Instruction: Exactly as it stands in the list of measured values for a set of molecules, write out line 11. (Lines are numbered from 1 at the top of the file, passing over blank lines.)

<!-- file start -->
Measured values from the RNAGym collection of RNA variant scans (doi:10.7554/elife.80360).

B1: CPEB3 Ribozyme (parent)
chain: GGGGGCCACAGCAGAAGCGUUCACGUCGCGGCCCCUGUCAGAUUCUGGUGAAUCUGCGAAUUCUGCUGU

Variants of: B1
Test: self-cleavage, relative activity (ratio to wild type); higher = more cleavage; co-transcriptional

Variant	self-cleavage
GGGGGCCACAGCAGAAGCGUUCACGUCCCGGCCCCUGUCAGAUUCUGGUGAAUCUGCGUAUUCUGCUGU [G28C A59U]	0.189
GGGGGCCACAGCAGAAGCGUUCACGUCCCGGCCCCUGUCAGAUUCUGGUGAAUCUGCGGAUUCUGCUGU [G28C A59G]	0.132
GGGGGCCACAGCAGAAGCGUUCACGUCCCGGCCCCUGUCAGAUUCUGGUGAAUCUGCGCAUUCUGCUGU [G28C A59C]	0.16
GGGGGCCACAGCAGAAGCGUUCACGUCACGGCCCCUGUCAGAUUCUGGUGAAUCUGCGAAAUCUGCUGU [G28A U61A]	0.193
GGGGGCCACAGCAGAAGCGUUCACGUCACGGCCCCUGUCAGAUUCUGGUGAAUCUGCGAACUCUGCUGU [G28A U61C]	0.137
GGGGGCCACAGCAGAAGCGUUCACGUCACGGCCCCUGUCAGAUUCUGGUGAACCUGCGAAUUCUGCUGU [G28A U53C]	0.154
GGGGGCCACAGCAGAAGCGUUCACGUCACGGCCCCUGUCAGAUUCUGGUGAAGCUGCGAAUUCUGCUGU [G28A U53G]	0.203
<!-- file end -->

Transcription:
GGGGGCCACAGCAGAAGCGUUCACGUCACGGCCCCUGUCAGAUUCUGGUGAAUCUGCGAACUCUGCUGU [G28A U61C]	0.137